Wednesday, 13 March 2013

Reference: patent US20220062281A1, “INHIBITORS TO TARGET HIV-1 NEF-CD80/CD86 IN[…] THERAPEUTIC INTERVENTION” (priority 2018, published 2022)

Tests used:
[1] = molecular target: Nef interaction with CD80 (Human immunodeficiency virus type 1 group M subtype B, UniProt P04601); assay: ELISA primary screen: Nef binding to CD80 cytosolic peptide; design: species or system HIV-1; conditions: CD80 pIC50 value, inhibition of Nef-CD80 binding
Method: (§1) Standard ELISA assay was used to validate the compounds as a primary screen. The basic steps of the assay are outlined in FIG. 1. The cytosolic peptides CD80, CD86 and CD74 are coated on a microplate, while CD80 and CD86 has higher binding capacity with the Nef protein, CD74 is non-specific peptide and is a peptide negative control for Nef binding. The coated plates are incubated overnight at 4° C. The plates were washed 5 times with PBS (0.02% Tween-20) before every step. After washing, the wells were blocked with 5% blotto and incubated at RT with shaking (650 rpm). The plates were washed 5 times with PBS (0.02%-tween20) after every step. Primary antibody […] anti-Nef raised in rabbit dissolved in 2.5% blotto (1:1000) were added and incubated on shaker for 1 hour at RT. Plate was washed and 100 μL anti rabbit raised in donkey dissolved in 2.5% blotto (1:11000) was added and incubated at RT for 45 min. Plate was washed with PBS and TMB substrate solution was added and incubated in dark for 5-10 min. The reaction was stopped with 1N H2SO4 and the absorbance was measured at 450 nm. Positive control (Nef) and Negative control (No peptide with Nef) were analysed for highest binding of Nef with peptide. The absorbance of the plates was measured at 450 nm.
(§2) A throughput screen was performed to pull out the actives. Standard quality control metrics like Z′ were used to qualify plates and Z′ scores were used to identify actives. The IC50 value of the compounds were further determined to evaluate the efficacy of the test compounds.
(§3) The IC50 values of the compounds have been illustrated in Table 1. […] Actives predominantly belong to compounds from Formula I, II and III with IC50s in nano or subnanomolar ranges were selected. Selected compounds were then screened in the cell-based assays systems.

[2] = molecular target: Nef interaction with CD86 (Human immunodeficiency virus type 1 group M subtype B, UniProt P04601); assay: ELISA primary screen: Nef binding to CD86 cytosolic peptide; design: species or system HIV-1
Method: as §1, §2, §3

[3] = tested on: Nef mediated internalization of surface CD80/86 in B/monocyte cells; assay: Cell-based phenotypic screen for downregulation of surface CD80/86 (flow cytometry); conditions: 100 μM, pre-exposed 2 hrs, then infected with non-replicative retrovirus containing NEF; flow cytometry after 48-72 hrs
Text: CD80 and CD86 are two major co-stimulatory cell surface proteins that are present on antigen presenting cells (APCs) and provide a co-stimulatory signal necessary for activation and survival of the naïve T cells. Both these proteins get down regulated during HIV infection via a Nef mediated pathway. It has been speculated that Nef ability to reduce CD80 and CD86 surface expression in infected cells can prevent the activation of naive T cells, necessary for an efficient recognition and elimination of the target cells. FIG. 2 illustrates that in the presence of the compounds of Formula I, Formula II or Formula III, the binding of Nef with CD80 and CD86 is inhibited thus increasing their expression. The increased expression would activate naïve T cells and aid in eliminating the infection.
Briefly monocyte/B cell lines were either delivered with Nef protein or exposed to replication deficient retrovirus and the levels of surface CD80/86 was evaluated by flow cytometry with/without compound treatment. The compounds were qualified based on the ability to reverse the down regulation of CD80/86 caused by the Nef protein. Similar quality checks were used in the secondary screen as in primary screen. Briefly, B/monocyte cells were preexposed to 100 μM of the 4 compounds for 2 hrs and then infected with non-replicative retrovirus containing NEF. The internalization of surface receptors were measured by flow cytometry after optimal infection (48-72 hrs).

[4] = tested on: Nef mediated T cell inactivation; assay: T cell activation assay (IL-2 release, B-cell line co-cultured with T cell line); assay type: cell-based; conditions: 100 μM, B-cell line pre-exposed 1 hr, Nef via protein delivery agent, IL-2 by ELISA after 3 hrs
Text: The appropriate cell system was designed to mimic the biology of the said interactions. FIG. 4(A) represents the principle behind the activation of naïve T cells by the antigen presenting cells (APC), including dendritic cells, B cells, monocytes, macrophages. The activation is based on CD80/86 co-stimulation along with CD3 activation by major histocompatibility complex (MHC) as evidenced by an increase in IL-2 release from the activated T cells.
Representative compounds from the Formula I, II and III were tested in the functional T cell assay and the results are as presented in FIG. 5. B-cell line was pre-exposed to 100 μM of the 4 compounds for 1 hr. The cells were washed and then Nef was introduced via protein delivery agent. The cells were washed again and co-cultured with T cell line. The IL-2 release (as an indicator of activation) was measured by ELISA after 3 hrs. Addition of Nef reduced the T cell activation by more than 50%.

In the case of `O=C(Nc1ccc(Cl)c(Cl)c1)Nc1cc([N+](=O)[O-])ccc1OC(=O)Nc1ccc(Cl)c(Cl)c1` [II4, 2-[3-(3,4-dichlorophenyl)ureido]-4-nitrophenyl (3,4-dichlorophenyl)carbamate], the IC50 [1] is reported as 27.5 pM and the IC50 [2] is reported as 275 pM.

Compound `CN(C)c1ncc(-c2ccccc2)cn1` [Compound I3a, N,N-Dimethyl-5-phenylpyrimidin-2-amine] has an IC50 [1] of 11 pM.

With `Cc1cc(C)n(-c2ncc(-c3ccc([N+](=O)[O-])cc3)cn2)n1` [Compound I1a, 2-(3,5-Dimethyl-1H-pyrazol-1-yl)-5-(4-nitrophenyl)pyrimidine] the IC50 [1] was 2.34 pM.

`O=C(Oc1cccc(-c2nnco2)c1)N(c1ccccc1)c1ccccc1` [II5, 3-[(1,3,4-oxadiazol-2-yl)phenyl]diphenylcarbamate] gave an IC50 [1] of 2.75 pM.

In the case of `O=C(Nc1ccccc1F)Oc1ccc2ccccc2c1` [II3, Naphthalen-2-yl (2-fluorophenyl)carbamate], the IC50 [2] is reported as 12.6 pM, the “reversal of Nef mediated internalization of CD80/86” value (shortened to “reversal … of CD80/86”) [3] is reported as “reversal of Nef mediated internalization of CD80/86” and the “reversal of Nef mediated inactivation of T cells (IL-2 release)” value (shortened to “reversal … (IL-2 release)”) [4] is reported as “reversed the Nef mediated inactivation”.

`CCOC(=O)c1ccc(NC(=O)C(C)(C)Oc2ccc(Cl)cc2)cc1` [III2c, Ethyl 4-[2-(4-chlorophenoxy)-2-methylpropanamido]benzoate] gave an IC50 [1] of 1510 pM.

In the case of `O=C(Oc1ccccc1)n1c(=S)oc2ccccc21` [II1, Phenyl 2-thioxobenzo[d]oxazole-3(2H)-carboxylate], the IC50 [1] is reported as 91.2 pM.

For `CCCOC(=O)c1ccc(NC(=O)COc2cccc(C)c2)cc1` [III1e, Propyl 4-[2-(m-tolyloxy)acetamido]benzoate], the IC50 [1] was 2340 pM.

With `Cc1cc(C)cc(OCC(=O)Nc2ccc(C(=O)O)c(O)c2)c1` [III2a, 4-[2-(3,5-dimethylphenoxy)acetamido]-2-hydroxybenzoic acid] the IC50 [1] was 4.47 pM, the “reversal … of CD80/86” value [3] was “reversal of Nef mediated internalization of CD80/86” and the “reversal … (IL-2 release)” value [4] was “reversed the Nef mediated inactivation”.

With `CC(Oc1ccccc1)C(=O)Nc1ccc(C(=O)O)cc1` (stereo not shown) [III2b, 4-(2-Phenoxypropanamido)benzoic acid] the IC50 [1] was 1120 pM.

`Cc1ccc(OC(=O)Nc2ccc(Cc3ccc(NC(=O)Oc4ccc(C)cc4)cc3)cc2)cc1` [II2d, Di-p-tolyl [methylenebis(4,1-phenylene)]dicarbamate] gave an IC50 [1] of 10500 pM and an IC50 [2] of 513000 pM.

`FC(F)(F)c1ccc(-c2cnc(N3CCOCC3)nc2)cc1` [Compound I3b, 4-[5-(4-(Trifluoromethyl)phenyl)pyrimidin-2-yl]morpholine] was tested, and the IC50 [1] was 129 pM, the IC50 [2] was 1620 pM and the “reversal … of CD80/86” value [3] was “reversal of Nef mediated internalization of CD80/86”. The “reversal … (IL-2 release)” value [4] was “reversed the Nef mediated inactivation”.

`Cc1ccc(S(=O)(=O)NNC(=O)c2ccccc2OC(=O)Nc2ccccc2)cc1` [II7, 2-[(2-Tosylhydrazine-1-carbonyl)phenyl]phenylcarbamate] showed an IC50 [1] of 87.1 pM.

Perfect information refers to the situation in which an agent has all the relevant information with which to make a decision. It has implications for several fields. In game theory, perfect information describes the situation when a player has available the same information to determine all of the possible games as would be available at the end of the game. In game theory, a game is described as a game of perfect information if perfect information is available for all moves. Chess is an example of a game with perfect information as each player can see all of the pieces on the board at all times. Other examples of perfect games include tic tac toe, irensei, and go. Games with perfect information represent a small subset of games. Card games where each player's cards are hidden from other players are examples of games of imperfect information.